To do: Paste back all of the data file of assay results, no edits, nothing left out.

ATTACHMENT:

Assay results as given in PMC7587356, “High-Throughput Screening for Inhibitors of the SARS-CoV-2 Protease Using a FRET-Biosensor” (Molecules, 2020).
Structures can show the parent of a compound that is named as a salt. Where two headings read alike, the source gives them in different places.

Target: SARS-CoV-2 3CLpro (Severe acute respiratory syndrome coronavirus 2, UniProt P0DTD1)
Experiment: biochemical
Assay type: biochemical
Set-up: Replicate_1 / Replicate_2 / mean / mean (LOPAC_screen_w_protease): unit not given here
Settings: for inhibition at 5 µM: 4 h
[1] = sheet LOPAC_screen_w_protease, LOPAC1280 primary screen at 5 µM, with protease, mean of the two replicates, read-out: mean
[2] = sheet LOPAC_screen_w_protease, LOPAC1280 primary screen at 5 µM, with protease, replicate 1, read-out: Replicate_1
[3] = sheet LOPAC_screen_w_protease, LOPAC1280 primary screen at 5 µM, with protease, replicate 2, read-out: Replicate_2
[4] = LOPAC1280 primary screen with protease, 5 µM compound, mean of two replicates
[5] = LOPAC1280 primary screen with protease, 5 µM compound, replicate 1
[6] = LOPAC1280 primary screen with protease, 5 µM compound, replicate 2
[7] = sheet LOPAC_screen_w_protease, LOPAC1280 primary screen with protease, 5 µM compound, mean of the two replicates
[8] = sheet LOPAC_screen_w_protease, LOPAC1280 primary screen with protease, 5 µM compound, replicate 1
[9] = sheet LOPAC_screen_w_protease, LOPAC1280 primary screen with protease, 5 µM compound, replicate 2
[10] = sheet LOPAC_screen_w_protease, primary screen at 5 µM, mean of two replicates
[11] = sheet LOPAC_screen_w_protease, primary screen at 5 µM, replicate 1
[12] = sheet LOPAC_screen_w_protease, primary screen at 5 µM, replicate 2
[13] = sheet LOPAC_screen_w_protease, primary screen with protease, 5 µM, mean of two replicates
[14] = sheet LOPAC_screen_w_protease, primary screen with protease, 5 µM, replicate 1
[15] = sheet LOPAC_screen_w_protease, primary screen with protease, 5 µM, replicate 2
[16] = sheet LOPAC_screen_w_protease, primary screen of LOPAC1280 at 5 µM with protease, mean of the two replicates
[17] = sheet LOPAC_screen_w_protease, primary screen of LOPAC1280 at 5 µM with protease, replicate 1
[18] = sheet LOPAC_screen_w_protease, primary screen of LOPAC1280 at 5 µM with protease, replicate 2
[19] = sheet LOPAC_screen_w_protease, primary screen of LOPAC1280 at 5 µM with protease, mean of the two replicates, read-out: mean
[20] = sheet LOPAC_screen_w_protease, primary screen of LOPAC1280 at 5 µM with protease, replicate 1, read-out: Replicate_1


Assay results as given in PMC7587356, “High-Throughput Screening for Inhibitors of the SARS-CoV-2 Protease Using a FRET-Biosensor” (Molecules, 2020).
Structures can show the parent of a compound that is named as a salt. Where two headings read alike, the source gives them in different places.

Target: SARS-CoV-2 3CLpro (Severe acute respiratory syndrome coronavirus 2, UniProt P0DTD1)
Experiment: biochemical
Assay type: biochemical
Set-up: Replicate_1 / Replicate_2 / mean / mean (LOPAC_screen_w_protease): unit not given here
Settings: for inhibition at 5 µM: 4 h
[1] = sheet LOPAC_screen_w_protease, LOPAC1280 primary screen at 5 µM, with protease, mean of the two replicates, read-out: mean
[2] = sheet LOPAC_screen_w_protease, LOPAC1280 primary screen at 5 µM, with protease, replicate 1, read-out: Replicate_1
[3] = sheet LOPAC_screen_w_protease, LOPAC1280 primary screen at 5 µM, with protease, replicate 2, read-out: Replicate_2
[4] = LOPAC1280 primary screen with protease, 5 µM compound, mean of two replicates
[5] = LOPAC1280 primary screen with protease, 5 µM compound, replicate 1
[6] = LOPAC1280 primary screen with protease, 5 µM compound, replicate 2
[7] = sheet LOPAC_screen_w_protease, LOPAC1280 primary screen with protease, 5 µM compound, mean of the two replicates
[8] = sheet LOPAC_screen_w_protease, LOPAC1280 primary screen with protease, 5 µM compound, replicate 1
[9] = sheet LOPAC_screen_w_protease, LOPAC1280 primary screen with protease, 5 µM compound, replicate 2
[10] = sheet LOPAC_screen_w_protease, primary screen at 5 µM, mean of two replicates
[11] = sheet LOPAC_screen_w_protease, primary screen at 5 µM, replicate 1
[12] = sheet LOPAC_screen_w_protease, primary screen at 5 µM, replicate 2
[13] = sheet LOPAC_screen_w_protease, primary screen with protease, 5 µM, mean of two replicates
[14] = sheet LOPAC_screen_w_protease, primary screen with protease, 5 µM, replicate 1
[15] = sheet LOPAC_screen_w_protease, primary screen with protease, 5 µM, replicate 2
[16] = sheet LOPAC_screen_w_protease, primary screen of LOPAC1280 at 5 µM with protease, mean of the two replicates
[17] = sheet LOPAC_screen_w_protease, primary screen of LOPAC1280 at 5 µM with protease, replicate 1
[18] = sheet LOPAC_screen_w_protease, primary screen of LOPAC1280 at 5 µM with protease, replicate 2
[19] = sheet LOPAC_screen_w_protease, primary screen of LOPAC1280 at 5 µM with protease, mean of the two replicates, read-out: mean
[20] = sheet LOPAC_screen_w_protease, primary screen of LOPAC1280 at 5 µM with protease, replicate 1, read-out: Replicate_1